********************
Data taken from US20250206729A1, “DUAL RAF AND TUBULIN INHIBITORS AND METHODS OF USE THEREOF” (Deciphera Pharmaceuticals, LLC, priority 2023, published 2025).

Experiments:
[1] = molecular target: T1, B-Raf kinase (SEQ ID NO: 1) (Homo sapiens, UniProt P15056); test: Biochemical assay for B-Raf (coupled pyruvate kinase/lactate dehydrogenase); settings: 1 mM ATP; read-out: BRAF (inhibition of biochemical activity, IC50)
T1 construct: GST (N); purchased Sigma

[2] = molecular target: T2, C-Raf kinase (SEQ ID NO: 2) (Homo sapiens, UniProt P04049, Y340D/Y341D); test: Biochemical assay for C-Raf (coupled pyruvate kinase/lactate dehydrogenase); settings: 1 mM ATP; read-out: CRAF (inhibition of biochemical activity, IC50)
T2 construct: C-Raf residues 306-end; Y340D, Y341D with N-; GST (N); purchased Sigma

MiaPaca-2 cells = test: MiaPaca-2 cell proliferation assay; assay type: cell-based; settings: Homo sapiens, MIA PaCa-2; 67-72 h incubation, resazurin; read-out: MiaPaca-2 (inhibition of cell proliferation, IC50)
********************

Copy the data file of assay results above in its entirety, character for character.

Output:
Data taken from US20250206729A1, “DUAL RAF AND TUBULIN INHIBITORS AND METHODS OF USE THEREOF” (Deciphera Pharmaceuticals, LLC, priority 2023, published 2025).

Experiments:
[1] = molecular target: T1, B-Raf kinase (SEQ ID NO: 1) (Homo sapiens, UniProt P15056); test: Biochemical assay for B-Raf (coupled pyruvate kinase/lactate dehydrogenase); settings: 1 mM ATP; read-out: BRAF (inhibition of biochemical activity, IC50)
T1 construct: GST (N); purchased Sigma

[2] = molecular target: T2, C-Raf kinase (SEQ ID NO: 2) (Homo sapiens, UniProt P04049, Y340D/Y341D); test: Biochemical assay for C-Raf (coupled pyruvate kinase/lactate dehydrogenase); settings: 1 mM ATP; read-out: CRAF (inhibition of biochemical activity, IC50)
T2 construct: C-Raf residues 306-end; Y340D, Y341D with N-; GST (N); purchased Sigma

MiaPaca-2 cells = test: MiaPaca-2 cell proliferation assay; assay type: cell-based; settings: Homo sapiens, MIA PaCa-2; 67-72 h incubation, resazurin; read-out: MiaPaca-2 (inhibition of cell proliferation, IC50)